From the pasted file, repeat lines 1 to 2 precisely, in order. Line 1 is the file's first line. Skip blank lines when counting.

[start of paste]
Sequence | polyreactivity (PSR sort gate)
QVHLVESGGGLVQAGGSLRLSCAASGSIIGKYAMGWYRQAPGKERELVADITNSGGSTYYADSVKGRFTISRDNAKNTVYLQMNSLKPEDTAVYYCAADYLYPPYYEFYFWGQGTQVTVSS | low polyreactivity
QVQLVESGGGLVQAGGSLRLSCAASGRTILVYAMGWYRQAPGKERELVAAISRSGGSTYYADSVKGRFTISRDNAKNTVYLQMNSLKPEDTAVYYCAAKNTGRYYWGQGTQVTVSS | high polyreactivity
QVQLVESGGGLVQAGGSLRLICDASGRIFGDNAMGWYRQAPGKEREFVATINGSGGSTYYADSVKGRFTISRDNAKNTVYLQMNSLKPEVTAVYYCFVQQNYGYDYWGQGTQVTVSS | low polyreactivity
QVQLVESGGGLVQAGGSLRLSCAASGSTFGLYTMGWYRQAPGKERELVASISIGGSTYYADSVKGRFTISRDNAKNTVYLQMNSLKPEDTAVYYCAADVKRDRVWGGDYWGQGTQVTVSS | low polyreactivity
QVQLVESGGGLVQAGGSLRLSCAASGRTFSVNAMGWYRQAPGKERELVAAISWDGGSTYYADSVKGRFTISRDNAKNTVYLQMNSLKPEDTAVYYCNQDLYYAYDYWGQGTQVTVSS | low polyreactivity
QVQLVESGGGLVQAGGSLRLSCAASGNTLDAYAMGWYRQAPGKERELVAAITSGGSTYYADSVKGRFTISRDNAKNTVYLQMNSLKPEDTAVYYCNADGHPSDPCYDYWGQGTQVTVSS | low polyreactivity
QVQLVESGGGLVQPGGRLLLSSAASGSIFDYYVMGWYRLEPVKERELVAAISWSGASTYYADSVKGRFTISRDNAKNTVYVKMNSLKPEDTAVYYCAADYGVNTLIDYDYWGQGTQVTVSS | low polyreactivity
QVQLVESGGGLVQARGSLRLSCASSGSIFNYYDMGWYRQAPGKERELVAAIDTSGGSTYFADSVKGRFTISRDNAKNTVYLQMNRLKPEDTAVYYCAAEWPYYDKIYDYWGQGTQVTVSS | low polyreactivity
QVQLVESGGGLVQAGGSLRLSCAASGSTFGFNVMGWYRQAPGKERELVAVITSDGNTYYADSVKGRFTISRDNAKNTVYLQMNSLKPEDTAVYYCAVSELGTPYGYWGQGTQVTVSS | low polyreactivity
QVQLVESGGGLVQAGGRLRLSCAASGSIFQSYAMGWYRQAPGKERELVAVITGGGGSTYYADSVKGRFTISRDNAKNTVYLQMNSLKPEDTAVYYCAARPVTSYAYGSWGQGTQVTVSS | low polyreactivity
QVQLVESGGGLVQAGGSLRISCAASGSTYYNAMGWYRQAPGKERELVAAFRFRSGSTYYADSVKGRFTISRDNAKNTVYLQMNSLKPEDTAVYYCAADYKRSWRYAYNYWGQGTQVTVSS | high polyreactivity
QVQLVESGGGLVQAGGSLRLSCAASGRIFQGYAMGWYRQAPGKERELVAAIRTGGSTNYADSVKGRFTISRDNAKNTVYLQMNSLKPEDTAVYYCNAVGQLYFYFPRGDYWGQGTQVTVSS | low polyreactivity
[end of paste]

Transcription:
Sequence | polyreactivity (PSR sort gate)
QVHLVESGGGLVQAGGSLRLSCAASGSIIGKYAMGWYRQAPGKERELVADITNSGGSTYYADSVKGRFTISRDNAKNTVYLQMNSLKPEDTAVYYCAADYLYPPYYEFYFWGQGTQVTVSS | low polyreactivity